This story is over 5 years old.

Scientists "Resurrect" a 410 Million-Year-Old Spider With CGI

A proto-spider called the trigonotarbid is again roaming the world...digitally.

410 million years ago, a proto-spider was roaming the Earth, waiting to evolve into the creepy, 8-legged creatures that make our skin scrawl today. This arachnid, called a trigonotarbid, ranged from a few millimeters to a few centimeters in length, and was believed to be have a larger population than the modern spider. Scientists have, in a way, brought the trigonotarbid back to life, thanks to digital imaging technology typically used by artists.


Researchers from The University of Manchester and the Museum für Naturkunde, Berlin examined an excellently-preserved trigonotarbid fossil from Scotland under a microscope and were able to determine the organism's range of motion in its limbs. After comparing this ancestor to modern day spiders, the team created a video using Blender that hypothesized the kinetic behavior of the trigonotarbid. They published their findings in a special issue of the Journal of Paleontology.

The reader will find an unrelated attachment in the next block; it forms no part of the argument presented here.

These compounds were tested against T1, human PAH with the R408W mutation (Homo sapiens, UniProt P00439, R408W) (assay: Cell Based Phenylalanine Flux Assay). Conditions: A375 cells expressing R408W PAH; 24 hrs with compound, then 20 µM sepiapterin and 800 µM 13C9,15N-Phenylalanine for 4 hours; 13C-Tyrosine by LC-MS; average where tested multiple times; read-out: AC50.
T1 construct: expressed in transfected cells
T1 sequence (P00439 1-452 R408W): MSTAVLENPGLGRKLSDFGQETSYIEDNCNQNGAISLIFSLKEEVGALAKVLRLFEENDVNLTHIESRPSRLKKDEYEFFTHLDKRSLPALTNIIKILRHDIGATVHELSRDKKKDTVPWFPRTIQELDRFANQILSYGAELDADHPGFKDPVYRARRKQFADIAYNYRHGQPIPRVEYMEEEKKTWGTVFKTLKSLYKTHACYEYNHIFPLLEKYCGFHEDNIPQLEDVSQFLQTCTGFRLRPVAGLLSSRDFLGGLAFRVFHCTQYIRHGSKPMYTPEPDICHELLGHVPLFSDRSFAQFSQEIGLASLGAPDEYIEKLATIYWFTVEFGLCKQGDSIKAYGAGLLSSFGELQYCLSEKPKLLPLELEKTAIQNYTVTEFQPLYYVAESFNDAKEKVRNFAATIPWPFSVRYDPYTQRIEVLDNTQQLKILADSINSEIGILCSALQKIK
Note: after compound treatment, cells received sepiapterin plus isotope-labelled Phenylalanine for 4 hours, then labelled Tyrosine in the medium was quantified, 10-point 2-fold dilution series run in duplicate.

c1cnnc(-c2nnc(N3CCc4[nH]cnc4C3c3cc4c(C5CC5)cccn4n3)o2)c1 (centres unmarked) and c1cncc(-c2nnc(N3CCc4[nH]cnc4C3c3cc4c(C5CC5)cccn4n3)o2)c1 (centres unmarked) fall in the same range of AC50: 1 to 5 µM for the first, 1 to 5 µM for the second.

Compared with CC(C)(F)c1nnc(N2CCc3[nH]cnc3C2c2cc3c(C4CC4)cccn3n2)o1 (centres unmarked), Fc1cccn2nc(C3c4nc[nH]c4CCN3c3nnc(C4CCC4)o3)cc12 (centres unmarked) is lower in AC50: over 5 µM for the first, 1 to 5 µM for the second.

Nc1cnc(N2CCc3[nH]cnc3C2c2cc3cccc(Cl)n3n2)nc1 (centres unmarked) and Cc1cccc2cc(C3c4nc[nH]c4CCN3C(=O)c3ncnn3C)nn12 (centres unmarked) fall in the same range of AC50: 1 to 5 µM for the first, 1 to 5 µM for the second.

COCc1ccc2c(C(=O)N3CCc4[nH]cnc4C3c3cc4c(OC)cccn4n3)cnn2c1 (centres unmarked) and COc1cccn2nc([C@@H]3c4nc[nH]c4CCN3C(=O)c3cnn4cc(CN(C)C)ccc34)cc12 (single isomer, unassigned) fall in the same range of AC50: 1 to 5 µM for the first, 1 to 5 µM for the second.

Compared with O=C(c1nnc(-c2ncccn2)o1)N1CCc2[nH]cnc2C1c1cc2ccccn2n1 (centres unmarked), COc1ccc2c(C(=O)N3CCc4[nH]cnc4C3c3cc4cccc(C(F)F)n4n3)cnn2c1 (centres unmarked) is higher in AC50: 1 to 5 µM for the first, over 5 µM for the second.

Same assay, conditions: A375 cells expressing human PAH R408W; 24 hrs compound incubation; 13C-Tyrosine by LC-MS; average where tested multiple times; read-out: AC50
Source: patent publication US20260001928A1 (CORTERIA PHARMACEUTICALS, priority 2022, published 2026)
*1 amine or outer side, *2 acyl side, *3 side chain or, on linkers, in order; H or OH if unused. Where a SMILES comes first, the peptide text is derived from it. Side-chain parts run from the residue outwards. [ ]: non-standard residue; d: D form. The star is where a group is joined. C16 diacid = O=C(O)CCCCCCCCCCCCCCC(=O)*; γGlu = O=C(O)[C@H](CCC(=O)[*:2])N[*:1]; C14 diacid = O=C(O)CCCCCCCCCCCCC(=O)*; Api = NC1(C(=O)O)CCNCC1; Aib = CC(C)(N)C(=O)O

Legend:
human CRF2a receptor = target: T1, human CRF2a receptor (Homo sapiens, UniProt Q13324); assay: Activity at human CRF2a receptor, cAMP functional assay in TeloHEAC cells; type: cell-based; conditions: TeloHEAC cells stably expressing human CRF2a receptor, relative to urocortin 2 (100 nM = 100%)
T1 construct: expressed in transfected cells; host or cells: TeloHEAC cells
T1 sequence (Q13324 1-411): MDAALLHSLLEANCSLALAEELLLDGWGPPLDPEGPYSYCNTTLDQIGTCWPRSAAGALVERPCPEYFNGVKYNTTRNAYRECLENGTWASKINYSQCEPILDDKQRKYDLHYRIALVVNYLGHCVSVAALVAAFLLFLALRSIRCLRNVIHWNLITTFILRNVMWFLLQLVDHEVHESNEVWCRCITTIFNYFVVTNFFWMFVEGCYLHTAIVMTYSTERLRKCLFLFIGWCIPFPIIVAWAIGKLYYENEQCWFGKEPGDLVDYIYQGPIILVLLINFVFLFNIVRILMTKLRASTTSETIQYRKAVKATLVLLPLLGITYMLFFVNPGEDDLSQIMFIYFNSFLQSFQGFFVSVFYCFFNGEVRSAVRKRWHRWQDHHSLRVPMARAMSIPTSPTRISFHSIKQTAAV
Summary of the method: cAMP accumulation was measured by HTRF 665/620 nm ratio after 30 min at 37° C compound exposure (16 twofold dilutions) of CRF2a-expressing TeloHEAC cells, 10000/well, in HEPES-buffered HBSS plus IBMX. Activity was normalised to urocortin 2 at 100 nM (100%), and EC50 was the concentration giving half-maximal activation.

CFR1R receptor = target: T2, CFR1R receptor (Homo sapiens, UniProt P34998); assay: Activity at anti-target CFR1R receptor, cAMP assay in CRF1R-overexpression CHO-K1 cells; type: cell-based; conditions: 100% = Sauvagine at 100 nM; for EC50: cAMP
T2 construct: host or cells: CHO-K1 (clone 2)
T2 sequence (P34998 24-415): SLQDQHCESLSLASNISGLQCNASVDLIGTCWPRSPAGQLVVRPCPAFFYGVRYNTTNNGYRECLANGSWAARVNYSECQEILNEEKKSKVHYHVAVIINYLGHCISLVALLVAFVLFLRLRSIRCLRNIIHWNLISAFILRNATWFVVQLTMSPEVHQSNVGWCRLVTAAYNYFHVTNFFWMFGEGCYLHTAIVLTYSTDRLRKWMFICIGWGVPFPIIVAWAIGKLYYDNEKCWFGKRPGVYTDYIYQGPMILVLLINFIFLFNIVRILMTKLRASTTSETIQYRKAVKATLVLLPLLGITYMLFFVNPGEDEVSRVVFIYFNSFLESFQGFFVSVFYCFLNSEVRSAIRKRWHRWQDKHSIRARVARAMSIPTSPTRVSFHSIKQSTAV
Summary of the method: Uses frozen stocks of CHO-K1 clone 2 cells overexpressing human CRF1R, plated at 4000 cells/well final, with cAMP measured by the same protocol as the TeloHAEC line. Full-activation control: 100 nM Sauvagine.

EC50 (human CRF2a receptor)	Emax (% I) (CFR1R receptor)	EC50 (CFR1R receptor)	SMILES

Co-author Jason Dunlop, a curator at the Museum für Naturkunde, Berlin, explained that scientists already understood what the species looked like, but noted this study took things a step further. "For me, what's really exciting here is that scientists themselves can make these animations now, without the needing the technical wizardry—and immense costs—of a Jurassic Park-style film."

Dunlop added, "When I started working on fossil arachnids, we were happy if we could manage a sketch of what they used to look like; now we can view them running across our computer screens."

We're excited to see a familiar tool from the digital art world like Blender be applied to a very different practice. As long as the extinct creatures stay on our screens, and not our laps, we hope to see paleontologists use Blender for more resurrection-like simulations.

Image by Jason Dunlop via

h/t NewScientist, Manchester University


Digital Skeletons: Artist Creates 100 Varieties Of Radiolarian "Ooze"

Amanda Williams Envisions The Environmental Mysteries Of Mars

Here's How To Warp Your Instagram Posts Into Mini CGI Masterpieces